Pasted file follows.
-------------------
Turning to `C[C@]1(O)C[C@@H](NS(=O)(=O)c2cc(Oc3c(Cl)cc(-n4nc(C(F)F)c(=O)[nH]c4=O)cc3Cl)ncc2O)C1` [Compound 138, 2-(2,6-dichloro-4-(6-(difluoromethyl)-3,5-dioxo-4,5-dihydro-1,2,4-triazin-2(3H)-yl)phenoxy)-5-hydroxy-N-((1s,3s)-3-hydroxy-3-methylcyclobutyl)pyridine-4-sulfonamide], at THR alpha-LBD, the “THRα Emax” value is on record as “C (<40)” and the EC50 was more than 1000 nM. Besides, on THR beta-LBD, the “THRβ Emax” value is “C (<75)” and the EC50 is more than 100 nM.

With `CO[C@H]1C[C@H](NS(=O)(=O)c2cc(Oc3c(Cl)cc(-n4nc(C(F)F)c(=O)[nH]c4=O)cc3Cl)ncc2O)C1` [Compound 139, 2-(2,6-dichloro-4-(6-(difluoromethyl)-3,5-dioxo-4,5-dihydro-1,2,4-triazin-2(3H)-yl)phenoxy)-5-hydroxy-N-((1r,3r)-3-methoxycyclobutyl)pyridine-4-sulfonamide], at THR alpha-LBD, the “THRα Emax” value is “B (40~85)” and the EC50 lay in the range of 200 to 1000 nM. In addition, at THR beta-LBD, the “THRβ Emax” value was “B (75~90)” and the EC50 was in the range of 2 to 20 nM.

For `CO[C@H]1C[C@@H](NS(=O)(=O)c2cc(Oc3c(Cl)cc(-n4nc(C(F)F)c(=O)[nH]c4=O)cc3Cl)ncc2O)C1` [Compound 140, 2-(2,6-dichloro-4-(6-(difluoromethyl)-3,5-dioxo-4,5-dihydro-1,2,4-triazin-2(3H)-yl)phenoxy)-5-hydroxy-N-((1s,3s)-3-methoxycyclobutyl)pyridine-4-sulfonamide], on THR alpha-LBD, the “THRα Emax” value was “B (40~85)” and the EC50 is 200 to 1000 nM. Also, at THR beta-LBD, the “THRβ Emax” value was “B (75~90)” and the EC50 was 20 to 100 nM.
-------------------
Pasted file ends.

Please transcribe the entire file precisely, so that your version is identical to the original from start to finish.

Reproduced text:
Turning to `C[C@]1(O)C[C@@H](NS(=O)(=O)c2cc(Oc3c(Cl)cc(-n4nc(C(F)F)c(=O)[nH]c4=O)cc3Cl)ncc2O)C1` [Compound 138, 2-(2,6-dichloro-4-(6-(difluoromethyl)-3,5-dioxo-4,5-dihydro-1,2,4-triazin-2(3H)-yl)phenoxy)-5-hydroxy-N-((1s,3s)-3-hydroxy-3-methylcyclobutyl)pyridine-4-sulfonamide], at THR alpha-LBD, the “THRα Emax” value is on record as “C (<40)” and the EC50 was more than 1000 nM. Besides, on THR beta-LBD, the “THRβ Emax” value is “C (<75)” and the EC50 is more than 100 nM.

With `CO[C@H]1C[C@H](NS(=O)(=O)c2cc(Oc3c(Cl)cc(-n4nc(C(F)F)c(=O)[nH]c4=O)cc3Cl)ncc2O)C1` [Compound 139, 2-(2,6-dichloro-4-(6-(difluoromethyl)-3,5-dioxo-4,5-dihydro-1,2,4-triazin-2(3H)-yl)phenoxy)-5-hydroxy-N-((1r,3r)-3-methoxycyclobutyl)pyridine-4-sulfonamide], at THR alpha-LBD, the “THRα Emax” value is “B (40~85)” and the EC50 lay in the range of 200 to 1000 nM. In addition, at THR beta-LBD, the “THRβ Emax” value was “B (75~90)” and the EC50 was in the range of 2 to 20 nM.

For `CO[C@H]1C[C@@H](NS(=O)(=O)c2cc(Oc3c(Cl)cc(-n4nc(C(F)F)c(=O)[nH]c4=O)cc3Cl)ncc2O)C1` [Compound 140, 2-(2,6-dichloro-4-(6-(difluoromethyl)-3,5-dioxo-4,5-dihydro-1,2,4-triazin-2(3H)-yl)phenoxy)-5-hydroxy-N-((1s,3s)-3-methoxycyclobutyl)pyridine-4-sulfonamide], on THR alpha-LBD, the “THRα Emax” value was “B (40~85)” and the EC50 is 200 to 1000 nM. Also, at THR beta-LBD, the “THRβ Emax” value was “B (75~90)” and the EC50 was 20 to 100 nM.